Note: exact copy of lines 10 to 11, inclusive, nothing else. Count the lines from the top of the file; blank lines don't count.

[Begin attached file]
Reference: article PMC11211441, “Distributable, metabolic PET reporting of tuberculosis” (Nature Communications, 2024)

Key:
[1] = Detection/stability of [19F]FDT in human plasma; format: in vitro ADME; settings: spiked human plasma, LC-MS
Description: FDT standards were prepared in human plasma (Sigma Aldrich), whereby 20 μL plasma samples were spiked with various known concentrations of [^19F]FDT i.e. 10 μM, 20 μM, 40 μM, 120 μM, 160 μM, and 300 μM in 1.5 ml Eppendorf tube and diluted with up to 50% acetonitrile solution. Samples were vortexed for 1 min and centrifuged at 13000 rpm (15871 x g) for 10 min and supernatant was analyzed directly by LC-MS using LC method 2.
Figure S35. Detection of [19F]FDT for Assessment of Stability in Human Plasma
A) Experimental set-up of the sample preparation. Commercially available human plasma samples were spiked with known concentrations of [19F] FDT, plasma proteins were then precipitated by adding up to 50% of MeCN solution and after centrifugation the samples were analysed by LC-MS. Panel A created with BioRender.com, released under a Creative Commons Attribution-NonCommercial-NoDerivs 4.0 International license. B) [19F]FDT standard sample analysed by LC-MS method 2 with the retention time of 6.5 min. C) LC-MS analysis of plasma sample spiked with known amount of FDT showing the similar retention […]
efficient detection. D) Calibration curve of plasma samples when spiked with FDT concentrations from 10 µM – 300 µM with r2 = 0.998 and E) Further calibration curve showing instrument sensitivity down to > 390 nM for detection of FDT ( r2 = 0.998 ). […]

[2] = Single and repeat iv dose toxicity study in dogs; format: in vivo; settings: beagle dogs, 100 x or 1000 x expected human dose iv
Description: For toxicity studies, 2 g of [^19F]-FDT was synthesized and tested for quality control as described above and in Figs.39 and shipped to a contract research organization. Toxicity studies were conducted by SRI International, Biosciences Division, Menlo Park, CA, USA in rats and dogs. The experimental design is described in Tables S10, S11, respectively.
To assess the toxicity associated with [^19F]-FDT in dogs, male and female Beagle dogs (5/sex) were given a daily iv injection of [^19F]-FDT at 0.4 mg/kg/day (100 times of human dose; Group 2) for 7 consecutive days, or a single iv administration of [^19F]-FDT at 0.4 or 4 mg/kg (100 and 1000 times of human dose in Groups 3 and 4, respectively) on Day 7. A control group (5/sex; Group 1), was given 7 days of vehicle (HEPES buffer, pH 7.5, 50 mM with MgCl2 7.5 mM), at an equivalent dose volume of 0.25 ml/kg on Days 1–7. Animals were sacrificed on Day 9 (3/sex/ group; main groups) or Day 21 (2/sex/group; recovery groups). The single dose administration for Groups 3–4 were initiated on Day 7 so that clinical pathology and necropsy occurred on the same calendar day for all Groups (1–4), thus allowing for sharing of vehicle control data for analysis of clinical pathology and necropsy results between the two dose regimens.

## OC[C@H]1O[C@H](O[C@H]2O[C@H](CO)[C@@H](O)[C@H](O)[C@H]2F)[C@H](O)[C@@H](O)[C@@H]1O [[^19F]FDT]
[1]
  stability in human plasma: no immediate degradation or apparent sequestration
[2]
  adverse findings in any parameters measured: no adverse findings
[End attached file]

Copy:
To assess the toxicity associated with [^19F]-FDT in dogs, male and female Beagle dogs (5/sex) were given a daily iv injection of [^19F]-FDT at 0.4 mg/kg/day (100 times of human dose; Group 2) for 7 consecutive days, or a single iv administration of [^19F]-FDT at 0.4 or 4 mg/kg (100 and 1000 times of human dose in Groups 3 and 4, respectively) on Day 7. A control group (5/sex; Group 1), was given 7 days of vehicle (HEPES buffer, pH 7.5, 50 mM with MgCl2 7.5 mM), at an equivalent dose volume of 0.25 ml/kg on Days 1–7. Animals were sacrificed on Day 9 (3/sex/ group; main groups) or Day 21 (2/sex/group; recovery groups). The single dose administration for Groups 3–4 were initiated on Day 7 so that clinical pathology and necropsy occurred on the same calendar day for all Groups (1–4), thus allowing for sharing of vehicle control data for analysis of clinical pathology and necropsy results between the two dose regimens.

## OC[C@H]1O[C@H](O[C@H]2O[C@H](CO)[C@@H](O)[C@H](O)[C@H]2F)[C@H](O)[C@@H](O)[C@@H]1O [[^19F]FDT]